The Uniqueness of Israel
Latin Food in Israel
When you think about food in Israel, it is highly unlikely that Latin food will spring to mind. However, thanks to increased immigration from countries such as Mexico, Brazil, Venezuela and Argentina, you can now find some excellent and authentic Latin food right across the country.
Those who are based in Tel Aviv and want some Mexican flavour should head to Booth #36 at the Carmel Market. You will find tacos, nachos, mole and flan, together with Mexican football culture, resulting in a delicious and enjoyable time. It is a family run place and very small; however, it is definitely worth stopping by for lunch one day.
If you are spending your gap year in Jerusalem don’t worry as you can head to Argento Empanadas in the Machane Yehuda Market. This fast-food empanada stall is an excellent place to grab something to eat while shopping. Chef Lucas Zitrinovich opened it in celebration of his Argentinian roots. You will find handmade empanadas including spicy smoked chicken with cilantro and lemon, Ras-el-hanout rubbed lamb with peanuts and dates, and a vegetarian option with chard, mushrooms and smoked pumpkin.
Also in Jerusalem is Tacos Luis on Shlomtziyon Hamalka Street, right in the centre of town. There you will find some excellent kosher Mexican food such as tamales, chilaquiles and tostadas. The place makes the corn tortillas right in front of you and these are then used for tacos such as fried fish, carnitas, carne asada, and a kosher al pastor roasted on a spit.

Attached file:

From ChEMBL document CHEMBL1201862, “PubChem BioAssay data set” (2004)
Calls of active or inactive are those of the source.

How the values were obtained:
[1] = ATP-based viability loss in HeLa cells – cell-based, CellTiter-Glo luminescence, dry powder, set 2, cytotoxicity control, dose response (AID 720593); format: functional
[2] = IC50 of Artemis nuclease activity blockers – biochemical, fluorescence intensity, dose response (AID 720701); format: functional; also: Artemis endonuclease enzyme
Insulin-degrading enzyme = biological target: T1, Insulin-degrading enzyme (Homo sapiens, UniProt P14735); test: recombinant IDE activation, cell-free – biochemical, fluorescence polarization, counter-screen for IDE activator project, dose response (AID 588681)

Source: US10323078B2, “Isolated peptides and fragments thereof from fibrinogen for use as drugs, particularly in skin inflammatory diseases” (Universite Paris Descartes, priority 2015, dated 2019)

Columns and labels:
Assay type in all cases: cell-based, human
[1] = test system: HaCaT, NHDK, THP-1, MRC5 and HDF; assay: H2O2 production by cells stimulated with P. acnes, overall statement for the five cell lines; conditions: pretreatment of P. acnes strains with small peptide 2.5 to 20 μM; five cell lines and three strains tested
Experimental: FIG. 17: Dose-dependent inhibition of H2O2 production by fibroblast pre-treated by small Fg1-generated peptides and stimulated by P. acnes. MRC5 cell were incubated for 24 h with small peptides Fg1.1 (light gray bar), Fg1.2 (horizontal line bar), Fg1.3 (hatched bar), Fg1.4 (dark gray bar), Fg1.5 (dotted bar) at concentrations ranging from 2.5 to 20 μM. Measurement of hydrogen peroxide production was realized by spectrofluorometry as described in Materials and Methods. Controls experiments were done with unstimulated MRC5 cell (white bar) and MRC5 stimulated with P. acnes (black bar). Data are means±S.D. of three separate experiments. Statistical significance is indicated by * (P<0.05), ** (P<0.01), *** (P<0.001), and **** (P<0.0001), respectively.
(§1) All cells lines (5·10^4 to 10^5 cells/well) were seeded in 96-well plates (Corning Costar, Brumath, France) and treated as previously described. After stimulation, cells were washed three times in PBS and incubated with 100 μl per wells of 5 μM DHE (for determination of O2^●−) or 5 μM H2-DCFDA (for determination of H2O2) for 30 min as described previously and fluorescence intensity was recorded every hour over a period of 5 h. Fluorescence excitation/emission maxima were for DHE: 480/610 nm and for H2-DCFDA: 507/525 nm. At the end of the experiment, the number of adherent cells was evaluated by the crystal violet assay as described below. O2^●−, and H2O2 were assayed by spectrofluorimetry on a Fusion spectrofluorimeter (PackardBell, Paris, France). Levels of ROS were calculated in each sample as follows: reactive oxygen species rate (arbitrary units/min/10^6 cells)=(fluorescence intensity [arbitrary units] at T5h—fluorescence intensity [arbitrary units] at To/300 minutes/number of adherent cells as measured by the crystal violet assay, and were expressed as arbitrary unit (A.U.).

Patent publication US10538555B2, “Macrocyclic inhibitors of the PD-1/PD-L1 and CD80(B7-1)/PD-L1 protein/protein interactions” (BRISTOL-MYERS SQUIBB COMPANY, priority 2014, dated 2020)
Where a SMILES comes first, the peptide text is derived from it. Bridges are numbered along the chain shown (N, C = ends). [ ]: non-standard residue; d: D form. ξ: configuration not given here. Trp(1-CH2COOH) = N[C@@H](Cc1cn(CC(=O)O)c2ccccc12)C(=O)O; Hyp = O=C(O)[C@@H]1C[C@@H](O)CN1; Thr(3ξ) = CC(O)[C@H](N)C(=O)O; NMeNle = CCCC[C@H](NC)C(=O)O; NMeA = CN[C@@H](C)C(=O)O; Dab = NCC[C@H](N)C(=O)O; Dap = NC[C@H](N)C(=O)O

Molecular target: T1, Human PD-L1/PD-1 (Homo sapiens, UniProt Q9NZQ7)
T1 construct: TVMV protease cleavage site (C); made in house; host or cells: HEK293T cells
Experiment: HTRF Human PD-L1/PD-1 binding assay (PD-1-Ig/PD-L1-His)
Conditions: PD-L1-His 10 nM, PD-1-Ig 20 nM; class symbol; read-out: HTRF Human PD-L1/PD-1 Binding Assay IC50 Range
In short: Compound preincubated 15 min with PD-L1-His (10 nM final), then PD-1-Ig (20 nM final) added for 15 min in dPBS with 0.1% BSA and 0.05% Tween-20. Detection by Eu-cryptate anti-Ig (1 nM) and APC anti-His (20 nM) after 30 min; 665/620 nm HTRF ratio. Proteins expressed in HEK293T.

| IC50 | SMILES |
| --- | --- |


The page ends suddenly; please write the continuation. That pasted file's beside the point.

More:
Back in Tel Aviv, you can head to Arepas on Herzl Street in Florentin. A group of friends from Venezuela who were feeling homesick started what became one of the busiest food stalls in the Carmel Market. They have now moved to a larger location in Florentin and have expanded beyond the arepas that they became known for. You can now enjoy Venezuelan empanadas, patacones (fried plantains), and cachapa (corn pancake) topped with variations such as salty white cheese and goose breast. They also offer a gluten-free menu as well as various Venezuelan style drinks.
If you are spending some time in Eilat then you can head to a small restaurant called Little Brazil. The place specialises in all you can eat Brazilian Churrascaria style meat that is slowly grilled over an open flame on large skewers. The restaurant uses pasador waiters who go from table to table serving the freshly grilled meats throughout the meal. You can enjoy lamb, cuck steak, maminha, and more, followed by deserts including Brigadier (Brazilian milk truffles) with caramelised bananas and coconut ice cream, fresh churros, and more.
Back in the Machne Yehuda Market in Jerusalem is Pepitos, Latin Street Food. It serves up a variety of dishes including kosher arepas, empanadas, and more. It is owned by a married couple from Columbia and Venezuela, meaning the food is certainly authentic, and they also serve a number of meaty deli sandwiches served on ciabatta or tortilla. You will also find options such as a chorizo salad, yucca chips, and a classic Cuban mojito.
In short, you don’t have to spend your gap year eating falafel, shawarma, sabich and shakshuka, you can also enjoy some authentic and excellent Latin food as well.